Scraping the barrel
A new dawn or merely a false start for oil?
The darkest hour is typically just before dawn, and nothing could be closer to the truth when it comes to oil prices.
Oil prices continued to surge overnight as the remarkable recovery unfolds before the market’s eyes; prices are on the mend from the darkest hour of April 21 when US oil plunged into negative territory, sending investors to their beam ends while threatening to sink the industry as a whole.
Lower prices have led to much quicker than expected organic and voluntary curtailments in the US markets, to the extent that it now appears likely US oil has cleared its primary hurdle on storage capacity issues. As such, the contangos are flattening as traders move in on weakness, buying Brent time spreads to hopefully capture the eventual shift of the forward curve into backwardation. The evaporation of the super contango in WTI reduces the costs of the contract roll and should bring more participation to the markets. The curve flattening also makes a massive difference for cross-asset trader sentiment.
Indeed, Genscape reported a 1.8 million-barrel build in inventories in Cushing, Oklahoma, the delivery point for West Texas Intermediate crude. If the EIA data indicates a similar number Wednesday, it will mark the smallest increase at the hub since mid-March and should nudge the market rally along nicely.
With the April oil collapse but a distant memory, oil prices continue to rally, with OPEC+ production cuts taking effect and several major producers responding to the challenging economic conditions with production curtailments. In the US, Exxon, Chevron and ConocoPhillips have announced planned collective production curtailments totaling 660kb/d, a combination of voluntary cuts in response to low oil prices and compliance with requests from host governments to reduce production in line with the OPEC+ agreement.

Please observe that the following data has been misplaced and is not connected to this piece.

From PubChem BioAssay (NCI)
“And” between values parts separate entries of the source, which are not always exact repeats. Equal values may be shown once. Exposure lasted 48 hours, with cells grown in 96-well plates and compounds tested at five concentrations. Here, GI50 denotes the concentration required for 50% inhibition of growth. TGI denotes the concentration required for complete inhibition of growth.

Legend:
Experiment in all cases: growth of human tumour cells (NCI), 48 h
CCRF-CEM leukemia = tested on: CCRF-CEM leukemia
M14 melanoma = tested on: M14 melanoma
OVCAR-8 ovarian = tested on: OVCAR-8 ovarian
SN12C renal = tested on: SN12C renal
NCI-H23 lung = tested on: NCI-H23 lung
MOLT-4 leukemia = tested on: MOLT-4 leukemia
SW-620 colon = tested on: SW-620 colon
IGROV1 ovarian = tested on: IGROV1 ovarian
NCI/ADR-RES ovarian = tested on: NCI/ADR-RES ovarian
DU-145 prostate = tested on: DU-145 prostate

Also helping to support oil prices is evidence we’re through the worst of the global oil demand downturn. Indeed, with economies reopening around the world and the market rebalancing in full swing, traders are positioning for a multi-staged pickup in demand, initially led by gasoline demand at the pump as consumers emerge from lockdowns.
Using the China blueprint, there’s unambiguous evidence of traffic coming back to China's big cities; according to TomTom, recent road traffic data in Beijing and Shenzhen have shown that rush-hour congestion is busier than pre-coronavirus levels. So, one could extrapolate similar tendencies to occur throughout the world as people shun the mass transit system in favor of private transportation, which should be excellent for gasoline demand.
But it’s not a case of throwing all caution to the winds as macro data over the remainder of 2Q might limit the upside for oil and could even trigger renewed selling pressure if the pent-up consumer demand is less than expected.
According to UBS, the largest oil-tracking ETF, quoted to account for a quarter of total most-actively traded WTI contracts before the sub-zero oil print, has halted creations for the last couple weeks while reviewing its methodology. But this has not stopped investors piling into other oil tracking ETFs, predominantly crude oil, which has received $1 bn in the last five days (a 20% increase in assets) and $3.5 bn in the previous month (more than doubling assets). On the surface this appears bullish for oil markets.
But my question is this: Are these inflows directional longs or creations to lend to market participants to short?
This is a prevalent institutional trade where The Short Interest % Estimate (the estimate of shares sold short as % of free float) is an excellent barometer to track, which saw the most substantial oil ETF spike from almost 0% early March to ~15% of the free float on April 23.
But, getting back to the point in question, the Short Interest of the largest ETF receiving the most inflows right now has retraced over the last week from its YTD highs, giving more confidence that the buyer of oil ETF is real demand and strong bullish signal for oil markets.
The information is not to be construed as a recommendation; or an offer to buy or sell; or the solicitation of an offer to buy or sell any security, financial product, or instrument; or to participate in any trading strategy. Readers should seek their own advice. Reproduction or redistribution of this information is not permitted.
Soaring US yields trigger the wrecking ball effect as yields become a source of volatility for risk, rather than a source of support